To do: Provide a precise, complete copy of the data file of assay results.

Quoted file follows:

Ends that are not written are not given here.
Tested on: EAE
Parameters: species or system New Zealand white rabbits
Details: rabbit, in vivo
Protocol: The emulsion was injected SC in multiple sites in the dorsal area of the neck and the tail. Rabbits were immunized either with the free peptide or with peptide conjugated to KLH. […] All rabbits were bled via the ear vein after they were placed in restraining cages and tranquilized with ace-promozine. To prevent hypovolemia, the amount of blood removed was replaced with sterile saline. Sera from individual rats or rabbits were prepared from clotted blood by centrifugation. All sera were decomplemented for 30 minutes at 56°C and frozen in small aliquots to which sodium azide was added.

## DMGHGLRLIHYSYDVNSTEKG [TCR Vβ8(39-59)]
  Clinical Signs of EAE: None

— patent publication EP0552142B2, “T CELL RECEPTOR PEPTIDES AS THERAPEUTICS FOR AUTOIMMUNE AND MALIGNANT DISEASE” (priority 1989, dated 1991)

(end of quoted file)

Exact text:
Ends that are not written are not given here.
Tested on: EAE
Parameters: species or system New Zealand white rabbits
Details: rabbit, in vivo
Protocol: The emulsion was injected SC in multiple sites in the dorsal area of the neck and the tail. Rabbits were immunized either with the free peptide or with peptide conjugated to KLH. […] All rabbits were bled via the ear vein after they were placed in restraining cages and tranquilized with ace-promozine. To prevent hypovolemia, the amount of blood removed was replaced with sterile saline. Sera from individual rats or rabbits were prepared from clotted blood by centrifugation. All sera were decomplemented for 30 minutes at 56°C and frozen in small aliquots to which sodium azide was added.

## DMGHGLRLIHYSYDVNSTEKG [TCR Vβ8(39-59)]
  Clinical Signs of EAE: None

— patent publication EP0552142B2, “T CELL RECEPTOR PEPTIDES AS THERAPEUTICS FOR AUTOIMMUNE AND MALIGNANT DISEASE” (priority 1989, dated 1991)